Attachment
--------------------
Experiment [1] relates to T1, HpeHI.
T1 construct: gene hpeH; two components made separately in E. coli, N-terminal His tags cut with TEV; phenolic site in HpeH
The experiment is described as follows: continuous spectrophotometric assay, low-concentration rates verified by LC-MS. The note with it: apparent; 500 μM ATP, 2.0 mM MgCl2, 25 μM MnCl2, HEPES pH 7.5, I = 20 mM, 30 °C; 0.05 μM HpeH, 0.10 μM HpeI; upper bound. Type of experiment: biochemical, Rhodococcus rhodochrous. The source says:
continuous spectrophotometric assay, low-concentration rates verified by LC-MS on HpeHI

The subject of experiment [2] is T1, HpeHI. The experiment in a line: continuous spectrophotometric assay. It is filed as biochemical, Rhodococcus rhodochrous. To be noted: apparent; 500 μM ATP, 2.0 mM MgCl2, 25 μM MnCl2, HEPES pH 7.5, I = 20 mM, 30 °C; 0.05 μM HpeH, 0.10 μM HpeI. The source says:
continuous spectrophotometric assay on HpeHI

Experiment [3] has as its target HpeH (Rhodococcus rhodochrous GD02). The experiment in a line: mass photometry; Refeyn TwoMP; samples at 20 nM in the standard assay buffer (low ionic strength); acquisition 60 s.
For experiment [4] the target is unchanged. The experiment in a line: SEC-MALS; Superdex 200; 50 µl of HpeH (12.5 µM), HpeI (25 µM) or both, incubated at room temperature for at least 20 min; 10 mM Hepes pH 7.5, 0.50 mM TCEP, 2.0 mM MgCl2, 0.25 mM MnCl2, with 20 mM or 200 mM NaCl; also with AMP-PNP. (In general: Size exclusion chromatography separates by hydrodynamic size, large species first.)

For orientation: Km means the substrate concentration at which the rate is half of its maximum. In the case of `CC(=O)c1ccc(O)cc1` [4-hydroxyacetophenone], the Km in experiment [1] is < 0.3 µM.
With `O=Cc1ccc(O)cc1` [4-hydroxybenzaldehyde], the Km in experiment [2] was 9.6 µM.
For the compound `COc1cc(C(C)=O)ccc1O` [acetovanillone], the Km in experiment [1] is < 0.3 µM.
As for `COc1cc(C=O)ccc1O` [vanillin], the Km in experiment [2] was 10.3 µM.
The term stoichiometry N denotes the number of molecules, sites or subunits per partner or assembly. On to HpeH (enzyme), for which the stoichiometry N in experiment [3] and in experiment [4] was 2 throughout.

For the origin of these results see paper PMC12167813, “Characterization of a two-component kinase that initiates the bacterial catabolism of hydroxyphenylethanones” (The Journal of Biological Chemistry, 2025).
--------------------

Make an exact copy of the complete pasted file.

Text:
Experiment [1] relates to T1, HpeHI.
T1 construct: gene hpeH; two components made separately in E. coli, N-terminal His tags cut with TEV; phenolic site in HpeH
The experiment is described as follows: continuous spectrophotometric assay, low-concentration rates verified by LC-MS. The note with it: apparent; 500 μM ATP, 2.0 mM MgCl2, 25 μM MnCl2, HEPES pH 7.5, I = 20 mM, 30 °C; 0.05 μM HpeH, 0.10 μM HpeI; upper bound. Type of experiment: biochemical, Rhodococcus rhodochrous. The source says:
continuous spectrophotometric assay, low-concentration rates verified by LC-MS on HpeHI

The subject of experiment [2] is T1, HpeHI. The experiment in a line: continuous spectrophotometric assay. It is filed as biochemical, Rhodococcus rhodochrous. To be noted: apparent; 500 μM ATP, 2.0 mM MgCl2, 25 μM MnCl2, HEPES pH 7.5, I = 20 mM, 30 °C; 0.05 μM HpeH, 0.10 μM HpeI. The source says:
continuous spectrophotometric assay on HpeHI

Experiment [3] has as its target HpeH (Rhodococcus rhodochrous GD02). The experiment in a line: mass photometry; Refeyn TwoMP; samples at 20 nM in the standard assay buffer (low ionic strength); acquisition 60 s.
For experiment [4] the target is unchanged. The experiment in a line: SEC-MALS; Superdex 200; 50 µl of HpeH (12.5 µM), HpeI (25 µM) or both, incubated at room temperature for at least 20 min; 10 mM Hepes pH 7.5, 0.50 mM TCEP, 2.0 mM MgCl2, 0.25 mM MnCl2, with 20 mM or 200 mM NaCl; also with AMP-PNP. (In general: Size exclusion chromatography separates by hydrodynamic size, large species first.)

For orientation: Km means the substrate concentration at which the rate is half of its maximum. In the case of `CC(=O)c1ccc(O)cc1` [4-hydroxyacetophenone], the Km in experiment [1] is < 0.3 µM.
With `O=Cc1ccc(O)cc1` [4-hydroxybenzaldehyde], the Km in experiment [2] was 9.6 µM.
For the compound `COc1cc(C(C)=O)ccc1O` [acetovanillone], the Km in experiment [1] is < 0.3 µM.
As for `COc1cc(C=O)ccc1O` [vanillin], the Km in experiment [2] was 10.3 µM.
The term stoichiometry N denotes the number of molecules, sites or subunits per partner or assembly. On to HpeH (enzyme), for which the stoichiometry N in experiment [3] and in experiment [4] was 2 throughout.

For the origin of these results see paper PMC12167813, “Characterization of a two-component kinase that initiates the bacterial catabolism of hydroxyphenylethanones” (The Journal of Biological Chemistry, 2025).